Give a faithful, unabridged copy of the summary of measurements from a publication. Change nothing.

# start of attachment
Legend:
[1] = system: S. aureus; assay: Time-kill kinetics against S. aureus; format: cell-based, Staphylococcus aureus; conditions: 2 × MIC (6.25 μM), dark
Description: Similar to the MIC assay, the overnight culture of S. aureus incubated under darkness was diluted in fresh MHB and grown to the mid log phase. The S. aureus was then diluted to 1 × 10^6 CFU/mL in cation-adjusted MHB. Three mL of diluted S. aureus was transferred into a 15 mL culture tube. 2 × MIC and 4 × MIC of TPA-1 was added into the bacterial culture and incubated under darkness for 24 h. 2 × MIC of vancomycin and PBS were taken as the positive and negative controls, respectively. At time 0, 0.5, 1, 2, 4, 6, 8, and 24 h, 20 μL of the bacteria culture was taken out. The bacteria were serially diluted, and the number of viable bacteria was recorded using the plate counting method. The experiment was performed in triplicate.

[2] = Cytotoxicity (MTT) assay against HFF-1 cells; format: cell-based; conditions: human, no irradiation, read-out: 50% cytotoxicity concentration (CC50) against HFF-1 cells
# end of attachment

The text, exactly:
Legend:
[1] = system: S. aureus; assay: Time-kill kinetics against S. aureus; format: cell-based, Staphylococcus aureus; conditions: 2 × MIC (6.25 μM), dark
Description: Similar to the MIC assay, the overnight culture of S. aureus incubated under darkness was diluted in fresh MHB and grown to the mid log phase. The S. aureus was then diluted to 1 × 10^6 CFU/mL in cation-adjusted MHB. Three mL of diluted S. aureus was transferred into a 15 mL culture tube. 2 × MIC and 4 × MIC of TPA-1 was added into the bacterial culture and incubated under darkness for 24 h. 2 × MIC of vancomycin and PBS were taken as the positive and negative controls, respectively. At time 0, 0.5, 1, 2, 4, 6, 8, and 24 h, 20 μL of the bacteria culture was taken out. The bacteria were serially diluted, and the number of viable bacteria was recorded using the plate counting method. The experiment was performed in triplicate.

[2] = Cytotoxicity (MTT) assay against HFF-1 cells; format: cell-based; conditions: human, no irradiation, read-out: 50% cytotoxicity concentration (CC50) against HFF-1 cells